odd relative, a nd more

Dennis R. Preston preston at MSU.EDU
Sat Dec 10 17:27:27 UTC 2005

Hmmmm. I find Ron's example neither Southern nor restricted to
[+human] direct objects. Michiganders are full of stuff like "I had
to go to school really early yesterday, which it annoyed me a lot to
have to do." They seem particularly susceptible to this when they are
in a "high style" mode.


>In a message dated 12/10/05 10:03:18 AM, wuxxmupp2000 at YAHOO.COM writes:
>>  Sorry to say that the use of "which" to refer to human beings is indeed
>>  English - the dreaded English of Tomorrow.
>>    I have seen countless exx. of "which" for "who" since I began grading
>>  freshman themes in 1976.  The majority of students at all levels
>>prefer "that,"
>>  however.  Of equal interest, perhaps, is that they almost *never*
>>use "who" in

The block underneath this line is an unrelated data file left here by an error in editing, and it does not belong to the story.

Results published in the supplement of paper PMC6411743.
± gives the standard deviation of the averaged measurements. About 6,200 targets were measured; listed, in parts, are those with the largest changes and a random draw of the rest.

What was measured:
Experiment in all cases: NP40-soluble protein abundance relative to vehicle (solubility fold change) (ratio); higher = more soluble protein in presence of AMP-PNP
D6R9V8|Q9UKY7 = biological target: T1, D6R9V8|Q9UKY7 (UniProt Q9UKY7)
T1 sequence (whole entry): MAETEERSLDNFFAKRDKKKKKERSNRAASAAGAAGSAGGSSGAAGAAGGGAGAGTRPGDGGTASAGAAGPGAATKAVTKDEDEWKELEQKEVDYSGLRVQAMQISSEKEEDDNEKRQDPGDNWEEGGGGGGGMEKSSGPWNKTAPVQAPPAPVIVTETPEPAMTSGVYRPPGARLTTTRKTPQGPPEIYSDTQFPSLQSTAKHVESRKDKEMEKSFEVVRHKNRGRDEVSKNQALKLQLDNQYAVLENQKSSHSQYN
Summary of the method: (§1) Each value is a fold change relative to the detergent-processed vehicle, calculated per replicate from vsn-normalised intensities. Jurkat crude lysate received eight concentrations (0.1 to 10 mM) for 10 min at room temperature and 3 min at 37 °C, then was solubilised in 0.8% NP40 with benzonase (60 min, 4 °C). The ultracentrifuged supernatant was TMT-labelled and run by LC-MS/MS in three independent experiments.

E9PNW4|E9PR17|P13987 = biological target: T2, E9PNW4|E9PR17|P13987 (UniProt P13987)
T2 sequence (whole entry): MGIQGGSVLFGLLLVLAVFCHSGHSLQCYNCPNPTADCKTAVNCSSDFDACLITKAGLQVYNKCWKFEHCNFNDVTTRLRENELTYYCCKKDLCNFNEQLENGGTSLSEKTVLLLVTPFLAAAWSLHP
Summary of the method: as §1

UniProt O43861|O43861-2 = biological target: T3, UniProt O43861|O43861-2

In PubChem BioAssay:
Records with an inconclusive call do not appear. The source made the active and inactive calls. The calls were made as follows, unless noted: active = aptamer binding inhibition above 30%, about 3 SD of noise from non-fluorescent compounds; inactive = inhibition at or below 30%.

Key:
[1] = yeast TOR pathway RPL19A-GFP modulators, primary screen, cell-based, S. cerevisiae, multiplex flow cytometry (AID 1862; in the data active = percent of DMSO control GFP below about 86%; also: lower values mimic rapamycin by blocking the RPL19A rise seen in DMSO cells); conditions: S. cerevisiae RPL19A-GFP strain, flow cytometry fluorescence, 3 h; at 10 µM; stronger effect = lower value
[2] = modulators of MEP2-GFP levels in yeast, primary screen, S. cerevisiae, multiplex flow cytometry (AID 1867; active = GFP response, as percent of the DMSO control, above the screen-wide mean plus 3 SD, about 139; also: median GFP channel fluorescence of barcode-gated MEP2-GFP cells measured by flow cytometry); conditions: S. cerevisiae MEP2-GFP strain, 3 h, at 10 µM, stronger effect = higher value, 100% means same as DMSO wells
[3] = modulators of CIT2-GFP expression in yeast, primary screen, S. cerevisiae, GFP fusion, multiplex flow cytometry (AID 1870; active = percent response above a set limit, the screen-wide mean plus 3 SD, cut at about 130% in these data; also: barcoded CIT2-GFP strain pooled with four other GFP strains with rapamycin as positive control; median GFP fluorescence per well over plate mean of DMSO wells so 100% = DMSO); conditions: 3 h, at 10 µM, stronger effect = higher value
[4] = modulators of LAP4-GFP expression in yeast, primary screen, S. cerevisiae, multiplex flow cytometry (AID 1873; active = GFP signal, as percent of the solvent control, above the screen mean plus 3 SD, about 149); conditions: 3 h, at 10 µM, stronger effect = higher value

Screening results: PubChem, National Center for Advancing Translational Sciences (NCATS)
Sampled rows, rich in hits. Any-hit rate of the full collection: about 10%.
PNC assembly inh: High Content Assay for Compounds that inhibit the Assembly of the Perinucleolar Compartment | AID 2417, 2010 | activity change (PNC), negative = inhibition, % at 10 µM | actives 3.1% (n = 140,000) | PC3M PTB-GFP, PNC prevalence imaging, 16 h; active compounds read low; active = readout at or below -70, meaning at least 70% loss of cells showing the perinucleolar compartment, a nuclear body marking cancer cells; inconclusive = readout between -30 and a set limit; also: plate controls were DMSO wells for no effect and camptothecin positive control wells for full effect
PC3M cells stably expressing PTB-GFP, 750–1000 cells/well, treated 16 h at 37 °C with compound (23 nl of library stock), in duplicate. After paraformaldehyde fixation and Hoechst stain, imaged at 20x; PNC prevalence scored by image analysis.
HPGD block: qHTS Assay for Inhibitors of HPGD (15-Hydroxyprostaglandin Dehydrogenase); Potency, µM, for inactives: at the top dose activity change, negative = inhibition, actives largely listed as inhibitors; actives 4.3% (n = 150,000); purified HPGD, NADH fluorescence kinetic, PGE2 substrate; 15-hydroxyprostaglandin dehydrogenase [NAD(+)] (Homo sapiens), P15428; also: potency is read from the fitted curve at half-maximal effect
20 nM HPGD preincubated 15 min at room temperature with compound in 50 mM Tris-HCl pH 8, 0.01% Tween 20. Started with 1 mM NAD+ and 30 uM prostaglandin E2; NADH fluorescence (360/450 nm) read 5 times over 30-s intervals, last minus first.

>>  relative constructions.
>>    A very, very few also use "which's" and "that's" for "whose,"  even when
>>  referring to people.  I can't say that I've ever noticed these forms in
>>  speech, though.
>>    JL
>Perhaps "which" seems safer because it avoids the "who/whom" distinction but
>sounds tonier than "that"?
>There is also the Southern (only?) practice--common in speech--of using
>"which" as a sort of coordinating conjunction when the preceding
>independent clause
>contains a [+human] direct object ("I don't really like my boyfriend's
>mother, which I am always trying to find excuses not to go o her
>house with him").
>Arnold's example, though, is certainly not Southern, and to be a coordinating
>conjunction the sentence would have to read, "... seeking HIV-negative men,
>ages 18-45, which THEY have been a top or bottom in the past six months. ..."

Dennis R. Preston
University Distinguished Professor
Department of English
15-C Morrill Hall
Michigan State University
East Lansing, MI 48824-1036
Phone: (517) 353-4736
Fax: (517) 353-3755
preston at msu.edu

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